Prior research on reading difficulties has mainly focused on word decoding problems. However, there exists another group of children – poor comprehenders (PCs) – who have normal word decoding abilities but difficulties in reading comprehension. Less is known about PCs especially in non-alphabetic languages such as Chinese. This study identified three groups – poor decoders, PCs, and average readers – among 103 Chinese children at the end of first grade. Children’s performances in reading and cognitive-linguistic measures, both concurrently at first grade and retrospectively at kindergarten levels two and three, were then compared among the three groups. This study is the first to demonstrate the distinct cognitive profiles of poor decoders and PCs in Chinese. The key cognitive-linguistic weaknesses of Chinese PCs were found to be in oral discourse skills and working memory. The retrospective data further revealed their oral discourse weakness as early as in preschool years at age 5. Practically, the necessity of developing assessment and intervention tools that focus on oral discourse skills for Chinese PCs is highlighted. Copyright © 2019 The Author(s).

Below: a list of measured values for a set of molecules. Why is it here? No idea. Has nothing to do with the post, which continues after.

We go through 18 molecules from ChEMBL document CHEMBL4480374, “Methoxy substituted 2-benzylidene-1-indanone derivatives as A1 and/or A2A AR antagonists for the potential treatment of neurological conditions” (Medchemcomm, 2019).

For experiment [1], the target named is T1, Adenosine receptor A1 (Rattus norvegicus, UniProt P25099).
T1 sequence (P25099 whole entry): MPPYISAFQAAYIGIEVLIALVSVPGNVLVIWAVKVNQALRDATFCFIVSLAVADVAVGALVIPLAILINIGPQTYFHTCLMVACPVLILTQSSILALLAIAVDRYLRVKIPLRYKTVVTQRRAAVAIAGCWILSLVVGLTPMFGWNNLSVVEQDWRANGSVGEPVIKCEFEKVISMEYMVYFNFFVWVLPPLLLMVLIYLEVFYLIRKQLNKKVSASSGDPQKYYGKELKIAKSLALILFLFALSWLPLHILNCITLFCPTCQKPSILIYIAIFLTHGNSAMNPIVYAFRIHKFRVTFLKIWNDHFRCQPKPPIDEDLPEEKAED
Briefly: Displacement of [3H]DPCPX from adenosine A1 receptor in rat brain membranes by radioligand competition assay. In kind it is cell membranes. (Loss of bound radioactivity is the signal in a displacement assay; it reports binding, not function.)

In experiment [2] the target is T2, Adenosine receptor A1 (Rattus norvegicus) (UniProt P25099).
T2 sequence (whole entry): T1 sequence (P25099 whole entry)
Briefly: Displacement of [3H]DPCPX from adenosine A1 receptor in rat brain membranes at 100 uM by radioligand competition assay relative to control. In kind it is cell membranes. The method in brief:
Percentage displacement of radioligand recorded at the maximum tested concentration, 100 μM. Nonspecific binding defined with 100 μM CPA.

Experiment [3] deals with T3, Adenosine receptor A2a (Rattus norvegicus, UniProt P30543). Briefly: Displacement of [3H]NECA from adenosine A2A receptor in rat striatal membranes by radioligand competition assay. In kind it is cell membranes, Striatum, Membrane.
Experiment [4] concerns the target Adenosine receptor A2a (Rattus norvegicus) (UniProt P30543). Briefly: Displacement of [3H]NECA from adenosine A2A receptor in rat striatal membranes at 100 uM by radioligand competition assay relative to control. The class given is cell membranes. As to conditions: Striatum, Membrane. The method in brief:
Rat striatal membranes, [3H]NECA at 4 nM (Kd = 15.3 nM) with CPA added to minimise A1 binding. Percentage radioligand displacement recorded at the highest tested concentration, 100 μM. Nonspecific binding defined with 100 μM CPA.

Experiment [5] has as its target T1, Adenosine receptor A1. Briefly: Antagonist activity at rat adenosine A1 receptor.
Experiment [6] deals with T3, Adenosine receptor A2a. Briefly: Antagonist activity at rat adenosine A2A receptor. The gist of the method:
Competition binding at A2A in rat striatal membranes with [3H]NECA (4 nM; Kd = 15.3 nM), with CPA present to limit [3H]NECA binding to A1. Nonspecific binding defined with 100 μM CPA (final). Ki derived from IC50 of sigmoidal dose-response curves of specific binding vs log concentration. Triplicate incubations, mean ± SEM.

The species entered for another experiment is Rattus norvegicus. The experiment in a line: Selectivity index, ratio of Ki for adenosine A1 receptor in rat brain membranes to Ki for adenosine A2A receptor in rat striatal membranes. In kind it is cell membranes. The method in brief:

|Early online date||Feb 2019|
|Publication status||Published - Jun 2019|
CitationFong, C. Y.-C., & Ho, C. S. H. (2019). Poor oral discourse skills are the key cognitive-linguistic weakness of Chinese poor comprehenders: A three-year longitudinal study. First Language, 39(3), 281-297. doi: 10.1177/0142723719830868
- Cognitive-linguistic skills
- Poor comprehenders
- Poor decoders
- Reading comprehension